Hungarian Sour Cherry Soup

As noted in the previous post, sour cherries are most commonly cooked and usually sweetened. That is the case in pies and jams, but it is also true of meggyleves, a wonderful sour cherry soup from Hungary.

While this soup is enjoyed through the summer months, because sour cherries are the earliest of the spring fruits, this soup is often associated with spring festivals and, among Hungary’s Jewish community, is a favorite for Shavuot. This soup has a wonderful, sweet-tart flavor. Served cold, it makes a refreshing first course on a warm day. Enjoy.

Meggyleves

Hungarian Sour Cherry Soup

6 cups water

zest of 1/2 lemon

1 stick cinnamon

1 lb. sour cherries, pitted (see note)

3/4 cup sugar

3 Tsp. flour

1 cup sour cream

1/2 tsp. salt

Put water, lemon zest, and cinnamon stick in a large pot and bring to the boil. Add cherries and sugar, stir, and simmer for 10–20 minutes, or until cherries are tender. Remove cinnamon stick. In a separate bowl, combine flour, salt, and sour cream, and beat until smooth. Ladle about a cup of the hot cherry liquid into the sour cream mixture, and stir vigorously to combine. Then pour the sour cream mixture into the soup pot and stir well to combine with cherry soup. Simmer for an additional 5 or 6 minutes, until the soup begins to thicken. Cover the soup. Let it cool for a while before putting it in the refrigerator, then chill, still covered, until chilled through. (Soup will discover a “skin” if you don’t cover the pot.) Serve cold. Serves 6–8.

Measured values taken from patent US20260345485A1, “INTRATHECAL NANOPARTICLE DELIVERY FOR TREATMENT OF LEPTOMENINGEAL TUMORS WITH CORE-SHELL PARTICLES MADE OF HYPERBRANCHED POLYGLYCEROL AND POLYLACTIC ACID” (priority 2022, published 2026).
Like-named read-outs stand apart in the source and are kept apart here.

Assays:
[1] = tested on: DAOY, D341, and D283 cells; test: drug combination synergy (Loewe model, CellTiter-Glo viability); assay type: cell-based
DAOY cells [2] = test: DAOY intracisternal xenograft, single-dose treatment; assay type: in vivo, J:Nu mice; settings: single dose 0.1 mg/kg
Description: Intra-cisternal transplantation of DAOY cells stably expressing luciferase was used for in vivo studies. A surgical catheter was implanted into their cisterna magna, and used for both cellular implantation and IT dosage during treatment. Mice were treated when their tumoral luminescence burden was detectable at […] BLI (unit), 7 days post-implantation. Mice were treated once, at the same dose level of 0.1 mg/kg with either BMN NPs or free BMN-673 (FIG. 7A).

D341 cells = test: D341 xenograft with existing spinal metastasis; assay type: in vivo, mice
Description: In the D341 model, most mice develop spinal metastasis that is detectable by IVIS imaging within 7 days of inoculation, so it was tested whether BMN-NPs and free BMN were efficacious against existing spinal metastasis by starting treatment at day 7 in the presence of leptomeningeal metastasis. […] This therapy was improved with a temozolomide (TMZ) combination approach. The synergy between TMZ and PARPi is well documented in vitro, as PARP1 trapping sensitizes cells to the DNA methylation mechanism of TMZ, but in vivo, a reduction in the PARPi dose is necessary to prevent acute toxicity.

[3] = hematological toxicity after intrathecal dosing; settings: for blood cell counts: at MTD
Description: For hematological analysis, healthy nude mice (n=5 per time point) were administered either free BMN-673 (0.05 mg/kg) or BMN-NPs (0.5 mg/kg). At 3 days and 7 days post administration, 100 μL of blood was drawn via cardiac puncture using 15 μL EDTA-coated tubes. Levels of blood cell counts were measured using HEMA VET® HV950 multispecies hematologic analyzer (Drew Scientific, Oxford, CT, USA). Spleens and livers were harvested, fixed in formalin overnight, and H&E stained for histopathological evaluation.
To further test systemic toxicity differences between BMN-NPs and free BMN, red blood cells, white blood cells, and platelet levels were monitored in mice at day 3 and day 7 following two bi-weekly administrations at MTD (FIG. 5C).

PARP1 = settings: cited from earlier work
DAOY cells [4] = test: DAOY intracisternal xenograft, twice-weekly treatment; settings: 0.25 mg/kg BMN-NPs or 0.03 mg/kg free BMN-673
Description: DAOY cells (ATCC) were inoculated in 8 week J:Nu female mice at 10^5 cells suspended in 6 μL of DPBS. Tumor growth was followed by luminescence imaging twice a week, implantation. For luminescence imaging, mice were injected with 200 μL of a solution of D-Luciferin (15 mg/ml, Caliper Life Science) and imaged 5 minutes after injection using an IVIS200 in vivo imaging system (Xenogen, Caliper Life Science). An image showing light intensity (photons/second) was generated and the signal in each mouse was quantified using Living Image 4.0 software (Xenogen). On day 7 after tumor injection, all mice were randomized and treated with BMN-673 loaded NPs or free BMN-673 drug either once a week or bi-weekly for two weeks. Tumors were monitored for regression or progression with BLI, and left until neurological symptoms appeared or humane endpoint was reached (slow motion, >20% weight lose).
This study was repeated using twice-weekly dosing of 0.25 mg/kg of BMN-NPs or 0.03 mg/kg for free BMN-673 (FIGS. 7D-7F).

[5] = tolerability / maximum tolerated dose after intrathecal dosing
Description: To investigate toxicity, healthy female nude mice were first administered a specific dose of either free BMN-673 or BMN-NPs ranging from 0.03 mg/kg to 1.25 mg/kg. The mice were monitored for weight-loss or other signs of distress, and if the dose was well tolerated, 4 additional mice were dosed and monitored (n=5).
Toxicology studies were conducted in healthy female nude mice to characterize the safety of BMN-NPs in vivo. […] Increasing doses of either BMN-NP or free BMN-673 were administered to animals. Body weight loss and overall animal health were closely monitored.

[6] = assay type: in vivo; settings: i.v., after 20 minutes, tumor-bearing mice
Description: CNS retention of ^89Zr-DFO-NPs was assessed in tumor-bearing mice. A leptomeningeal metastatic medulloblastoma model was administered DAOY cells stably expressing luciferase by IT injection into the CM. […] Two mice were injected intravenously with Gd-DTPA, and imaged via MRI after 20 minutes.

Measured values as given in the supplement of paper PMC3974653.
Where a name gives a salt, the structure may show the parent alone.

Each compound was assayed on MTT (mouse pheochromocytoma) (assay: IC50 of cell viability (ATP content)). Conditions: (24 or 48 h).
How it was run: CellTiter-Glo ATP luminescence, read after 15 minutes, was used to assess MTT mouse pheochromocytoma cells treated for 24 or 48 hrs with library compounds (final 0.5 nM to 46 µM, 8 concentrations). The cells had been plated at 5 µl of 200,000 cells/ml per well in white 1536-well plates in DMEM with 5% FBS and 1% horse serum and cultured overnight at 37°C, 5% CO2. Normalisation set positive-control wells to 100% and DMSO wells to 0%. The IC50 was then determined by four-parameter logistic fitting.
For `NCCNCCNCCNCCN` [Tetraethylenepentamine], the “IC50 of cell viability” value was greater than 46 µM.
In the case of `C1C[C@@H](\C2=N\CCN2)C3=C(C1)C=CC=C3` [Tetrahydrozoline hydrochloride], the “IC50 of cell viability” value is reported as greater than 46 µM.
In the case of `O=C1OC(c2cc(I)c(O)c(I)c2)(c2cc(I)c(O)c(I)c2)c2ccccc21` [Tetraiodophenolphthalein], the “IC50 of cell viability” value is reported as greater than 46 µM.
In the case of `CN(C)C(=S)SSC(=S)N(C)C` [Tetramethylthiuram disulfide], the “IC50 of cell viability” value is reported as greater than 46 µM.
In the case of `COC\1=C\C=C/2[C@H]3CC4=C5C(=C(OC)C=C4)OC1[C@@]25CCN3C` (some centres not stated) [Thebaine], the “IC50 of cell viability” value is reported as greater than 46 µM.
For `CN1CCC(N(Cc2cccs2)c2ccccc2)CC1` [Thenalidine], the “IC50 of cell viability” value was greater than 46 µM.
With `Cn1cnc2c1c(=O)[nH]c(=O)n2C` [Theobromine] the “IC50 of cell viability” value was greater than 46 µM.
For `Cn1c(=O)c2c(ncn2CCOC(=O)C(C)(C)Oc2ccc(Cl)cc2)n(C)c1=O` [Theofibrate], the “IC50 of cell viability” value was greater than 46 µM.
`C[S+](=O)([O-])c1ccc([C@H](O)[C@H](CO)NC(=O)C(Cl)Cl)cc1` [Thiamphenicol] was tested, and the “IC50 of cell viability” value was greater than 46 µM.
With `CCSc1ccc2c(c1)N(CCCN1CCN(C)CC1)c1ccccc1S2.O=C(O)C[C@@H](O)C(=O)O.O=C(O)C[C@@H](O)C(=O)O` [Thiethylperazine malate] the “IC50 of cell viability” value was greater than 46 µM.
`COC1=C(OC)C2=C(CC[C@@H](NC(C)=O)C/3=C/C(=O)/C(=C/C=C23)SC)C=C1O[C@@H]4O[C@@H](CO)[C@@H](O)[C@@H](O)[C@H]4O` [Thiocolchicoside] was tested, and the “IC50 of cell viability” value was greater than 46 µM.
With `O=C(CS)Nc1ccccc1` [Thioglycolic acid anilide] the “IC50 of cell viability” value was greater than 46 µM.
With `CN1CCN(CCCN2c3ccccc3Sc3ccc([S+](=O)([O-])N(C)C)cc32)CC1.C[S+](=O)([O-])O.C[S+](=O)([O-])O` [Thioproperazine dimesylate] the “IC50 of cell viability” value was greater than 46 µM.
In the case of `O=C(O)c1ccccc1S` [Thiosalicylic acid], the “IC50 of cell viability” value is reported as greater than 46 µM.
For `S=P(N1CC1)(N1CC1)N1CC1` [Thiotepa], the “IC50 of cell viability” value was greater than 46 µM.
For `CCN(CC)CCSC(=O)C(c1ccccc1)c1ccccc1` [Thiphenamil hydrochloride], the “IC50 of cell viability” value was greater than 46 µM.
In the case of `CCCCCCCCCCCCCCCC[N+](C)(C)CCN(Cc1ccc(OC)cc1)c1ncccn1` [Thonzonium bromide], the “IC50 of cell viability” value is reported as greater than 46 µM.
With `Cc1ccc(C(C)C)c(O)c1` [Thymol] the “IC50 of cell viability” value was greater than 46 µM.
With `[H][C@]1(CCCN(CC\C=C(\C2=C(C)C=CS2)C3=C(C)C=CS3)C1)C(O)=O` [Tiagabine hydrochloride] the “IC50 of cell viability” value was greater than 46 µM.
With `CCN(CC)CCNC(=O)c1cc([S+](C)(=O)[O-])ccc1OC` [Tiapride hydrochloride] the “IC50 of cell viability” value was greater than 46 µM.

Notes: While the ideal is to use fresh sour cherries, these are not always available. Frozen is the second choice, and canned is your third option (even though some recipes state “never use canned”). If you don’t have a handy purveyor of sour cherries (and they are by no means ubiquitous), you may have no other choice than canned — and that’s okay. Just make sure you’re getting sour or tart cherries and that the ingredients list reads “cherries, water.” Don’t get anything with sugar, flavoring, other fruit, or syrup, and don’t get sweet cherries. When you drain the canned cherries, save the liquid from the can and use it as part of the water you’re using for the soup—gives you a little flavor boost. You might want to use a few more cherries, too, if you’re not using fresh, and especially if you’re using canned.

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Cherry, Cherry

Taken at face value, Prunus might be assumed to have something to do with prunes. However, in actuality, all stone fruits are members of the Prunus genus.Of course, plums (and future prunes) are members of the genus, but Prunus avium and Prunus cerasus happen to be cherries.